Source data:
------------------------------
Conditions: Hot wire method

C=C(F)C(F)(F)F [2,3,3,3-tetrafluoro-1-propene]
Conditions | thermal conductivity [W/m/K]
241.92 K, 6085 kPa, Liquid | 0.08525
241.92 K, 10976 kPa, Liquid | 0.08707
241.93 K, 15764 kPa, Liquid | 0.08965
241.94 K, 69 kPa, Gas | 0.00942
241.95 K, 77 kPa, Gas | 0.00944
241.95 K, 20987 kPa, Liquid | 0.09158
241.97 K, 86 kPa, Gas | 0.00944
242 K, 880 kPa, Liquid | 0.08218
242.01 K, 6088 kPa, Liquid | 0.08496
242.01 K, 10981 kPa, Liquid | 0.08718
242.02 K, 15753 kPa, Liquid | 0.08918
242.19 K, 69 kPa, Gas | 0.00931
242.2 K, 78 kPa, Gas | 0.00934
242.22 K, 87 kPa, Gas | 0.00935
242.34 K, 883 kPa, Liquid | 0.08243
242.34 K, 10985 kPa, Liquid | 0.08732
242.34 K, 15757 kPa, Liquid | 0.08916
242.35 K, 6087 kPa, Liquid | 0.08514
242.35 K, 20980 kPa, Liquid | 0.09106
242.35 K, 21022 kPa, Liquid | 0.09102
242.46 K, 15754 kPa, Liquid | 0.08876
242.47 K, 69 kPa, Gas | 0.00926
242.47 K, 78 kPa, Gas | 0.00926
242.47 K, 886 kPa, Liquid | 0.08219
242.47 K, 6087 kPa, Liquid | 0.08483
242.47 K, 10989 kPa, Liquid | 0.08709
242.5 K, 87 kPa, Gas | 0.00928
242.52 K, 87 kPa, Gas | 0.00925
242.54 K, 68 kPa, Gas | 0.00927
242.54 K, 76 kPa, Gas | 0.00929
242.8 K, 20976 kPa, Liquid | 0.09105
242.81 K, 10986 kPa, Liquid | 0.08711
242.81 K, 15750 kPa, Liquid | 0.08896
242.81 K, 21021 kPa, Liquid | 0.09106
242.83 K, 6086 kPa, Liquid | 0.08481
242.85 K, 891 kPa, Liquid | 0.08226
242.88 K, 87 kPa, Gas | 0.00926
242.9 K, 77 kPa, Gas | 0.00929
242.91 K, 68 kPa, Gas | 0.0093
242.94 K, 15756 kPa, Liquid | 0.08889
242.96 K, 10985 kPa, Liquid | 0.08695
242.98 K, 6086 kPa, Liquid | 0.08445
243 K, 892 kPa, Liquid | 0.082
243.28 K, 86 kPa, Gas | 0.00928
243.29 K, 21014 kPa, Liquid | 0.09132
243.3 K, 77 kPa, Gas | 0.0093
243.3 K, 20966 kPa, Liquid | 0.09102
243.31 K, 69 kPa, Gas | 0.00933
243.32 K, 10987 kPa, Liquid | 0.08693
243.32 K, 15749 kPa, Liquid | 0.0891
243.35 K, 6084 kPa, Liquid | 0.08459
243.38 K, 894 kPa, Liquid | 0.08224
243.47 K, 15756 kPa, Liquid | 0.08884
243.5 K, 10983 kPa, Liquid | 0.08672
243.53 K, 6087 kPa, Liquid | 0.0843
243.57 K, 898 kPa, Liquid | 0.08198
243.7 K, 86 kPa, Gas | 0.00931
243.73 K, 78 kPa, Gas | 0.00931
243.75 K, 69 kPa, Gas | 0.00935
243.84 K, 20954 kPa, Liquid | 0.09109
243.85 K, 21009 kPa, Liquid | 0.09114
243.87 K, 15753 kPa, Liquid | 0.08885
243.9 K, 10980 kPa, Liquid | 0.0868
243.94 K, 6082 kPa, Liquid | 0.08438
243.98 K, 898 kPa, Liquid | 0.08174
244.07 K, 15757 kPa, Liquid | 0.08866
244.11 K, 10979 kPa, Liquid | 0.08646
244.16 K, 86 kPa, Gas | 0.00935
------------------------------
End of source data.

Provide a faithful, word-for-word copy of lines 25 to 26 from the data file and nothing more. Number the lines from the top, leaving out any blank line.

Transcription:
242.47 K, 69 kPa, Gas | 0.00926
242.47 K, 78 kPa, Gas | 0.00926